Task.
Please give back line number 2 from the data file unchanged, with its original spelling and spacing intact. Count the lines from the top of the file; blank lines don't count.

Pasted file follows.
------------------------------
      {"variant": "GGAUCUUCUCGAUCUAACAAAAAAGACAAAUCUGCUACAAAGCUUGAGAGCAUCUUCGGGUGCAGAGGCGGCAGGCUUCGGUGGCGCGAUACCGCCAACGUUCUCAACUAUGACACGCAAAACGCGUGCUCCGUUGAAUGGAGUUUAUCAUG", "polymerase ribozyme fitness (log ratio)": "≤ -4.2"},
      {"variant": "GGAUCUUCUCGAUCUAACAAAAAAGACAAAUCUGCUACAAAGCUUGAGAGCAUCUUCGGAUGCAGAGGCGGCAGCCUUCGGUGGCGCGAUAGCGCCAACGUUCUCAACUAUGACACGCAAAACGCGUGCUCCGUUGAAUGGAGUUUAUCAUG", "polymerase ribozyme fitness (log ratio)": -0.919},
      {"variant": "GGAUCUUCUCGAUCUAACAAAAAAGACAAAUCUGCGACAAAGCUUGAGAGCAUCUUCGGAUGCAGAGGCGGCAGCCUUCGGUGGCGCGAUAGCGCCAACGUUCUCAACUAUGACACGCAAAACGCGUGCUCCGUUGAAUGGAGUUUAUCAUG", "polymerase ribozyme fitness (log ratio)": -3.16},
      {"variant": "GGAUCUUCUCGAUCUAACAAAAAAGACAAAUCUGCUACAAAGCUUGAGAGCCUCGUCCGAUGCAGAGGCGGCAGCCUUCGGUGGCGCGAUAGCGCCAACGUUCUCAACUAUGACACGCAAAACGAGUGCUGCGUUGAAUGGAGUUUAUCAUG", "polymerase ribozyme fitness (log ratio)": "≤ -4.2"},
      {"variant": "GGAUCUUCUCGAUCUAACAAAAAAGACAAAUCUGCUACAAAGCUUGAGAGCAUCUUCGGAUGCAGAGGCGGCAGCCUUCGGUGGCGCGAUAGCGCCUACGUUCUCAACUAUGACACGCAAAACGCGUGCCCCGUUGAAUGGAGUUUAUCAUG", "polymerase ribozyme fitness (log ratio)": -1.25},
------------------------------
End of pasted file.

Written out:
      {"variant": "GGAUCUUCUCGAUCUAACAAAAAAGACAAAUCUGCUACAAAGCUUGAGAGCAUCUUCGGAUGCAGAGGCGGCAGCCUUCGGUGGCGCGAUAGCGCCAACGUUCUCAACUAUGACACGCAAAACGCGUGCUCCGUUGAAUGGAGUUUAUCAUG", "polymerase ribozyme fitness (log ratio)": -0.919},